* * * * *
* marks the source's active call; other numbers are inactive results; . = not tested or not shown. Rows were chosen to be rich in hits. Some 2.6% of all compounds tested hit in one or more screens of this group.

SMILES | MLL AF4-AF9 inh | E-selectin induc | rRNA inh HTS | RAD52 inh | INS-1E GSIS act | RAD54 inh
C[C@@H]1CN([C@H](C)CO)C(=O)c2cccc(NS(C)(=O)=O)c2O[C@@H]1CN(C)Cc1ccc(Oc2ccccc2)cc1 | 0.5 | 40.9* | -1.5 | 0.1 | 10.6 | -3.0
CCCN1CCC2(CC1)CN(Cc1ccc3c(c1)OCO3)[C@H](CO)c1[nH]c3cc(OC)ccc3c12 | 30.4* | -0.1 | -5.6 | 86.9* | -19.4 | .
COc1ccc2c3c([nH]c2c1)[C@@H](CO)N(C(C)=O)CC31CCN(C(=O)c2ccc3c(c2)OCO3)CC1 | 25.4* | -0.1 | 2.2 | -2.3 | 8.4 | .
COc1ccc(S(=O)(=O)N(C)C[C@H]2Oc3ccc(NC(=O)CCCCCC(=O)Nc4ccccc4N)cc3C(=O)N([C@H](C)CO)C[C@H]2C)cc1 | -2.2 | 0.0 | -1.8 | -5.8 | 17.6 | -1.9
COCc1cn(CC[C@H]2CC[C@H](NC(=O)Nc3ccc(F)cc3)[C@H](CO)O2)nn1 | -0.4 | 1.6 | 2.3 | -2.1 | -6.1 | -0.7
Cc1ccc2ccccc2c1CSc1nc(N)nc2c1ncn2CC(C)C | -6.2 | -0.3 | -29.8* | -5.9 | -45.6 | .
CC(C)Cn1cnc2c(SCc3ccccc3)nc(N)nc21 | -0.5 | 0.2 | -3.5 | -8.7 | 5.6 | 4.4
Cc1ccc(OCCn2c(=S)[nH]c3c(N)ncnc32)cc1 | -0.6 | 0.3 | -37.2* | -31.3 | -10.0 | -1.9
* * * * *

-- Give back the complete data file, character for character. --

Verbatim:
* marks the source's active call; other numbers are inactive results; . = not tested or not shown. Rows were chosen to be rich in hits. Some 2.6% of all compounds tested hit in one or more screens of this group.

SMILES | MLL AF4-AF9 inh | E-selectin induc | rRNA inh HTS | RAD52 inh | INS-1E GSIS act | RAD54 inh
C[C@@H]1CN([C@H](C)CO)C(=O)c2cccc(NS(C)(=O)=O)c2O[C@@H]1CN(C)Cc1ccc(Oc2ccccc2)cc1 | 0.5 | 40.9* | -1.5 | 0.1 | 10.6 | -3.0
CCCN1CCC2(CC1)CN(Cc1ccc3c(c1)OCO3)[C@H](CO)c1[nH]c3cc(OC)ccc3c12 | 30.4* | -0.1 | -5.6 | 86.9* | -19.4 | .
COc1ccc2c3c([nH]c2c1)[C@@H](CO)N(C(C)=O)CC31CCN(C(=O)c2ccc3c(c2)OCO3)CC1 | 25.4* | -0.1 | 2.2 | -2.3 | 8.4 | .
COc1ccc(S(=O)(=O)N(C)C[C@H]2Oc3ccc(NC(=O)CCCCCC(=O)Nc4ccccc4N)cc3C(=O)N([C@H](C)CO)C[C@H]2C)cc1 | -2.2 | 0.0 | -1.8 | -5.8 | 17.6 | -1.9
COCc1cn(CC[C@H]2CC[C@H](NC(=O)Nc3ccc(F)cc3)[C@H](CO)O2)nn1 | -0.4 | 1.6 | 2.3 | -2.1 | -6.1 | -0.7
Cc1ccc2ccccc2c1CSc1nc(N)nc2c1ncn2CC(C)C | -6.2 | -0.3 | -29.8* | -5.9 | -45.6 | .
CC(C)Cn1cnc2c(SCc3ccccc3)nc(N)nc21 | -0.5 | 0.2 | -3.5 | -8.7 | 5.6 | 4.4
Cc1ccc(OCCn2c(=S)[nH]c3c(N)ncnc32)cc1 | -0.6 | 0.3 | -37.2* | -31.3 | -10.0 | -1.9